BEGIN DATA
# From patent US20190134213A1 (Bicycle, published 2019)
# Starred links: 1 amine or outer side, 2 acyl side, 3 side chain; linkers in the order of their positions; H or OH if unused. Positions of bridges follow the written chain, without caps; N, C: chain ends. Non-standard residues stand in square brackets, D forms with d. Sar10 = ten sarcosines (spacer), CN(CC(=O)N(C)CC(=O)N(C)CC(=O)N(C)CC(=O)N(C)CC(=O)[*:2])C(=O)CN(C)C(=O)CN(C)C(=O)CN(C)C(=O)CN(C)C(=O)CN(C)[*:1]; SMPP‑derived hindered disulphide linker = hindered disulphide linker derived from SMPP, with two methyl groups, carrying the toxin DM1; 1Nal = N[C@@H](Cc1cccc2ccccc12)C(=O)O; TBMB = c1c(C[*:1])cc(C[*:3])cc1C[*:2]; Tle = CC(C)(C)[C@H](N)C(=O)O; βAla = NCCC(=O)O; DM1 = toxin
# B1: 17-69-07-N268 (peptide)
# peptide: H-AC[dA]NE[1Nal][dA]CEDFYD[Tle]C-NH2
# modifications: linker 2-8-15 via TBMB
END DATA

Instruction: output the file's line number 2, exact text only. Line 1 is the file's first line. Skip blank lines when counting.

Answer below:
# Starred links: 1 amine or outer side, 2 acyl side, 3 side chain; linkers in the order of their positions; H or OH if unused. Positions of bridges follow the written chain, without caps; N, C: chain ends. Non-standard residues stand in square brackets, D forms with d. Sar10 = ten sarcosines (spacer), CN(CC(=O)N(C)CC(=O)N(C)CC(=O)N(C)CC(=O)N(C)CC(=O)[*:2])C(=O)CN(C)C(=O)CN(C)C(=O)CN(C)C(=O)CN(C)C(=O)CN(C)[*:1]; SMPP‑derived hindered disulphide linker = hindered disulphide linker derived from SMPP, with two methyl groups, carrying the toxin DM1; 1Nal = N[C@@H](Cc1cccc2ccccc12)C(=O)O; TBMB = c1c(C[*:1])cc(C[*:3])cc1C[*:2]; Tle = CC(C)(C)[C@H](N)C(=O)O; βAla = NCCC(=O)O; DM1 = toxin